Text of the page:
Japan PM on defensive over military scandals

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TOKYO, Oct 28 (Reuters) Japanese Prime Minister Yasuo Fukuda urged defence and military officials TOday to improve discipline even as a media survey showed scandals at the defence ministry denting public support for his month-old cabinet.

The scandals are not only eating into Fukuda's support but are complicating his battle with a resurgent opposition to enact a law to allow Japan's navy keep supporting US-led military operations in Afghanistan.

The current law enabling the mission expires on November 1.

The scandals include news a top official broke ethics rules by being entertained by a defence contractor and persistent speculation that fuel was diverted to support US activities in Iraq.

The official, former vice defence minister Takemasa Moriya, is to testify under oath in parliament on Monday about his ties to a defence contractor as well as about the refueling.

''It is truly regrettable that problems concerning the maintenance of discipline and management of information have emerged at the defence ministry and the Self-Defence Forces,'' Fukuda said at a review of Japanese troops.

''It is vital to maintain strict discipline,'' he added.

A Kyodo news agency poll showed that backing for Fukuda's cabinet fell 7.6 points to 50.2 per cent, hit by the defence scandals and a health ministry coverup of data on patients who contracted hepatitis C from tainted blood products years ago.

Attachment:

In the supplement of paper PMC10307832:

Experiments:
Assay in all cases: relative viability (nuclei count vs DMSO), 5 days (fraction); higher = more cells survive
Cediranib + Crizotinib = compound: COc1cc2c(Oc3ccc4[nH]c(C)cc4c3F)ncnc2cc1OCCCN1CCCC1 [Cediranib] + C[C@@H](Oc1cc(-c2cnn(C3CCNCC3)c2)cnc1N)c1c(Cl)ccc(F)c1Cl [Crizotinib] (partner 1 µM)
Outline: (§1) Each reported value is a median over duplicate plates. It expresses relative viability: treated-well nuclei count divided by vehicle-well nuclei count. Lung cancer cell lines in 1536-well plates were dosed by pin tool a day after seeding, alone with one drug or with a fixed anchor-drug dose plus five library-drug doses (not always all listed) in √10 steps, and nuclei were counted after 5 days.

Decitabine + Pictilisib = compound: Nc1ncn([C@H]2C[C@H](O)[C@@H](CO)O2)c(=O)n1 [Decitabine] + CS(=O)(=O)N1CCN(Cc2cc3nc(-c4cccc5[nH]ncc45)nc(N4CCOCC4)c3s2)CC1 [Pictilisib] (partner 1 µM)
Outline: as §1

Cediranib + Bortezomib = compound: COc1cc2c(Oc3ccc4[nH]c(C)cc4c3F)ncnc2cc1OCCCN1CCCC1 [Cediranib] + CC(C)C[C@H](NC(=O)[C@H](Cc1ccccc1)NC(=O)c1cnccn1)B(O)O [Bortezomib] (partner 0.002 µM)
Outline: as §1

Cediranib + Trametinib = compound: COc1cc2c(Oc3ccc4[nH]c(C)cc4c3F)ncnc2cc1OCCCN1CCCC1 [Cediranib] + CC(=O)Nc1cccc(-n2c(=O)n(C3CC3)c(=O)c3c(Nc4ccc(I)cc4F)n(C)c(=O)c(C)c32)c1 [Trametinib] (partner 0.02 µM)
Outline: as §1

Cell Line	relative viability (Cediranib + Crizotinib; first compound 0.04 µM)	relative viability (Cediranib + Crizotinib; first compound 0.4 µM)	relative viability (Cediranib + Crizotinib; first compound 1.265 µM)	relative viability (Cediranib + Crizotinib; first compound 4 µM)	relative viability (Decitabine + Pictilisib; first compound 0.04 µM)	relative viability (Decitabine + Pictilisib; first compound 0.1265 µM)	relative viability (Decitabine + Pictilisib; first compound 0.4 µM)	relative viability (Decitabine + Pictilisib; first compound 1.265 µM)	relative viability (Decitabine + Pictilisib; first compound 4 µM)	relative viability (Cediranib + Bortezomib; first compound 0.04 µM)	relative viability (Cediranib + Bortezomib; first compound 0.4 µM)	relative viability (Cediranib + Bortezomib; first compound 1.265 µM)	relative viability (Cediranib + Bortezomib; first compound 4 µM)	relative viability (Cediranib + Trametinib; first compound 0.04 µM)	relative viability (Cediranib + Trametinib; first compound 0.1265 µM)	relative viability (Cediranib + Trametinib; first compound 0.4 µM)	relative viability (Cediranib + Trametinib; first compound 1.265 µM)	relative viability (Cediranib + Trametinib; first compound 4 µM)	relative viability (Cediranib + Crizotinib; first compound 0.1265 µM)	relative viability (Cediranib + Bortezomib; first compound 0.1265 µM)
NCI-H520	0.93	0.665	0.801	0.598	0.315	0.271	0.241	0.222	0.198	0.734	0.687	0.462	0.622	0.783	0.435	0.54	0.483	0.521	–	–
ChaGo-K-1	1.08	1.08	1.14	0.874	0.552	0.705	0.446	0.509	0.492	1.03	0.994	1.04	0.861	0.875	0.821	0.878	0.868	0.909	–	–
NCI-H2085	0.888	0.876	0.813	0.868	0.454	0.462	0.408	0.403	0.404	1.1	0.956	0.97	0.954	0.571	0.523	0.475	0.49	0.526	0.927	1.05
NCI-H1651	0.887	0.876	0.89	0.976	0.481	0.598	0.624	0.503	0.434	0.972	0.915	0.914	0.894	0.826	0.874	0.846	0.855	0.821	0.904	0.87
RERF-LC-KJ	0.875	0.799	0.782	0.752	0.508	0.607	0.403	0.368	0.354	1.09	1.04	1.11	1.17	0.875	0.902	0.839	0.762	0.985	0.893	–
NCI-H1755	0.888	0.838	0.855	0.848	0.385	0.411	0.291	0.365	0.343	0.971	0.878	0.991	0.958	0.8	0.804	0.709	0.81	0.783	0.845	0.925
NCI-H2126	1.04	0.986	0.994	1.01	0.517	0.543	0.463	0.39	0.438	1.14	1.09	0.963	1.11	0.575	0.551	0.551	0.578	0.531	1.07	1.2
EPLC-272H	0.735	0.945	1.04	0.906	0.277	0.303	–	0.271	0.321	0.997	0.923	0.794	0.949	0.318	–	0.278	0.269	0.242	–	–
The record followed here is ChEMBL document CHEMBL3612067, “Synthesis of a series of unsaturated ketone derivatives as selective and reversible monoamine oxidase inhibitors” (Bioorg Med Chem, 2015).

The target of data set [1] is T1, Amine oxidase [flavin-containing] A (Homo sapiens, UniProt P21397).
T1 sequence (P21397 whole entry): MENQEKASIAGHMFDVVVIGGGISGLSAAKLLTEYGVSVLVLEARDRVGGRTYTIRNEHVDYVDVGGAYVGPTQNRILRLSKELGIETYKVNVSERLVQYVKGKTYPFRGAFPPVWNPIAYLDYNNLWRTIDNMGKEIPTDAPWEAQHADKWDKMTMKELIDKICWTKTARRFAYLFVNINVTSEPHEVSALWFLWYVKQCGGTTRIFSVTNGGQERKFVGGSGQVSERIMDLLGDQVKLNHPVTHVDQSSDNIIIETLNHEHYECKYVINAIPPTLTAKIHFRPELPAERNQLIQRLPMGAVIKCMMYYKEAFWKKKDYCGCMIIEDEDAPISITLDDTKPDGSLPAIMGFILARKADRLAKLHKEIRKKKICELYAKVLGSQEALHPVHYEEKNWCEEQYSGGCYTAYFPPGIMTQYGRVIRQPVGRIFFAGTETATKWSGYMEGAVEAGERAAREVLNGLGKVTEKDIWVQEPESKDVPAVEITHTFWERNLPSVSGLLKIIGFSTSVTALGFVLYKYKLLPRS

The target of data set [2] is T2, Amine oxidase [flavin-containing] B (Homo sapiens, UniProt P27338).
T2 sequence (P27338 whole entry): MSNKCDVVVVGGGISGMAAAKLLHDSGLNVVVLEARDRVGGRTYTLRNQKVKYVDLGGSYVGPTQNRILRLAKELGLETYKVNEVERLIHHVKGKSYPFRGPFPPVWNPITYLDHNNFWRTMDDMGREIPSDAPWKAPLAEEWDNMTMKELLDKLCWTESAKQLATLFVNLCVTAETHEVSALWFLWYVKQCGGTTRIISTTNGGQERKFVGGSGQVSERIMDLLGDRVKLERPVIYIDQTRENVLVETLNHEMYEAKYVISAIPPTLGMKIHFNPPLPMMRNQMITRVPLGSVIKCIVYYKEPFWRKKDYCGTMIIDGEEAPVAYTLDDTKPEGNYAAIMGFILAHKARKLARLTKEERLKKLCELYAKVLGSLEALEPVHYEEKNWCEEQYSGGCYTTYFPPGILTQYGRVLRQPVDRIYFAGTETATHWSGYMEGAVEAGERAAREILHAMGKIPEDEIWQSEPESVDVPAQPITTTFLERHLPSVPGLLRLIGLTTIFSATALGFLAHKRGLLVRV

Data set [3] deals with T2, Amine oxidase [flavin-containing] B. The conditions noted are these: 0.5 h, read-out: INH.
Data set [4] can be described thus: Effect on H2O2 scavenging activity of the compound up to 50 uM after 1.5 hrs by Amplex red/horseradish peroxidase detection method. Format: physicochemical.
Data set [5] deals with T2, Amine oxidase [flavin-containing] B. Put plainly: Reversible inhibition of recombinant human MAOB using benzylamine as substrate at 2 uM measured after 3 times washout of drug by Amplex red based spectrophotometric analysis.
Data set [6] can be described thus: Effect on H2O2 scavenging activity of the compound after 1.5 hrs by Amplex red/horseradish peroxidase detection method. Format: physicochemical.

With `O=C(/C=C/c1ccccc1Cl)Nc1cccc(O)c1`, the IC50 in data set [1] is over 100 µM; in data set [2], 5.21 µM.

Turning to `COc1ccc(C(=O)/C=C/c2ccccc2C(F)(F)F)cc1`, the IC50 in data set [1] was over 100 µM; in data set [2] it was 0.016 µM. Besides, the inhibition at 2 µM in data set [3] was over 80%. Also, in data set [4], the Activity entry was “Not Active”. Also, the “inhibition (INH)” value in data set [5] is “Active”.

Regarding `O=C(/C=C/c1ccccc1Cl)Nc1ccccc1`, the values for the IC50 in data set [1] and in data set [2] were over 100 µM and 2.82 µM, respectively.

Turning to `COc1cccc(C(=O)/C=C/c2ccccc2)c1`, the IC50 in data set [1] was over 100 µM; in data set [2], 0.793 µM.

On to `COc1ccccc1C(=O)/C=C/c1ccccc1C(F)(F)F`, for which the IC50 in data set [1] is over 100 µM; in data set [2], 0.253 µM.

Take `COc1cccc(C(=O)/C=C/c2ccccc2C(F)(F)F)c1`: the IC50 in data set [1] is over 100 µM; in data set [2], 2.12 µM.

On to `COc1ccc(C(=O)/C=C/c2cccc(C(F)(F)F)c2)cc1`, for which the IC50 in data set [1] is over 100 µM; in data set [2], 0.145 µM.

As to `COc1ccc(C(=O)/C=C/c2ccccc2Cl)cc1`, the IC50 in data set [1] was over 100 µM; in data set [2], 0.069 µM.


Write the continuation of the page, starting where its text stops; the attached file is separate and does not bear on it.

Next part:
Kyodo said 42.4 per cent of respondents wanted Japan's next government to be led by the main opposition Democratic Party, while 39.8 per cent wanted Fukuda's Liberal Democratic Party, now in a coalition with a smaller party, to stay at the helm.

Public support for extending the naval mission to provide fuel to US and other ships patrolling the Indian Ocean against drug runners, gun smugglers and terrorists edged down about three points to 46.4 percent, Kyodo said.

Opposition among voters to continuing the naval activities -- which close ally Washington says are vital -- rose about the same amount to 42.9 per cent.

Opposition parties have vowed to vote against extending the mission in parliament's upper house, which they now control.

The ruling camp could override an upper house rejection of the bill with its two-thirds majority in the lower chamber but Defence Minister Shigeru Ishiba told Reuters this month public support levels of around 60 per cent for the mission would be needed to take the step, which otherwise risks a backlash.

Democratic Party leader Ichiro Ozawa is pushing for an early election for parliament's powerful lower house. No election need be held until late 2009 but speculation about poll next April or May is rife.

Reuters SS DB2013

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